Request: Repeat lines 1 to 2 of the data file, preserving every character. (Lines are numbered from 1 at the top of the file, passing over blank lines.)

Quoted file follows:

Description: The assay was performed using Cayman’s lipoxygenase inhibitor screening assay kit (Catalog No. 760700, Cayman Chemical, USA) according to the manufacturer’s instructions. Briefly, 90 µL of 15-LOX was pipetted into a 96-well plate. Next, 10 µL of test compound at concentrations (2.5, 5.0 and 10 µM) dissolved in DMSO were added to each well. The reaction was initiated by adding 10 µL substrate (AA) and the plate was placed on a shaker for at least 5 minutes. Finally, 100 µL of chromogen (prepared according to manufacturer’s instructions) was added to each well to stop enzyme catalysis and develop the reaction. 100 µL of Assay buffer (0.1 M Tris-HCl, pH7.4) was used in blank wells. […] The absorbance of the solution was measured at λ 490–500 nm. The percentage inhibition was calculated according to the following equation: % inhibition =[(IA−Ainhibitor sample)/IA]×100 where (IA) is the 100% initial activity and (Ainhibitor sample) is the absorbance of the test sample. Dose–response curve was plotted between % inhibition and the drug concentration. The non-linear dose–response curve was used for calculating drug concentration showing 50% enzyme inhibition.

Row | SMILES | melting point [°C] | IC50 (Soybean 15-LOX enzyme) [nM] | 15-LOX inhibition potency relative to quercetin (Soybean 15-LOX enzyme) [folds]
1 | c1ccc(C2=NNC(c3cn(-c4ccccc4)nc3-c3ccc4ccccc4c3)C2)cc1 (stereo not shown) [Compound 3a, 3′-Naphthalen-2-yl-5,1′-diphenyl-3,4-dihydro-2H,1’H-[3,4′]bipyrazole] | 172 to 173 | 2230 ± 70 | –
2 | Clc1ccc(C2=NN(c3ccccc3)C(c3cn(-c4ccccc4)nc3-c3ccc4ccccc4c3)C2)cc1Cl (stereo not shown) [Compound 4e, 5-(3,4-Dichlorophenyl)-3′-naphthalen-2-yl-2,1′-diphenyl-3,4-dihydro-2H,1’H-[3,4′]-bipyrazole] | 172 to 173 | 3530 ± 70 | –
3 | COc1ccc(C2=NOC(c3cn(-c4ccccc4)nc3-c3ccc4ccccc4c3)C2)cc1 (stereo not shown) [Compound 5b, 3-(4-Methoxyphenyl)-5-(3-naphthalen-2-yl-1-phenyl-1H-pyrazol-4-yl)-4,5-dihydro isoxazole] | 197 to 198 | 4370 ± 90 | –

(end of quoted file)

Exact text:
Description: The assay was performed using Cayman’s lipoxygenase inhibitor screening assay kit (Catalog No. 760700, Cayman Chemical, USA) according to the manufacturer’s instructions. Briefly, 90 µL of 15-LOX was pipetted into a 96-well plate. Next, 10 µL of test compound at concentrations (2.5, 5.0 and 10 µM) dissolved in DMSO were added to each well. The reaction was initiated by adding 10 µL substrate (AA) and the plate was placed on a shaker for at least 5 minutes. Finally, 100 µL of chromogen (prepared according to manufacturer’s instructions) was added to each well to stop enzyme catalysis and develop the reaction. 100 µL of Assay buffer (0.1 M Tris-HCl, pH7.4) was used in blank wells. […] The absorbance of the solution was measured at λ 490–500 nm. The percentage inhibition was calculated according to the following equation: % inhibition =[(IA−Ainhibitor sample)/IA]×100 where (IA) is the 100% initial activity and (Ainhibitor sample) is the absorbance of the test sample. Dose–response curve was plotted between % inhibition and the drug concentration. The non-linear dose–response curve was used for calculating drug concentration showing 50% enzyme inhibition.

Row | SMILES | melting point [°C] | IC50 (Soybean 15-LOX enzyme) [nM] | 15-LOX inhibition potency relative to quercetin (Soybean 15-LOX enzyme) [folds]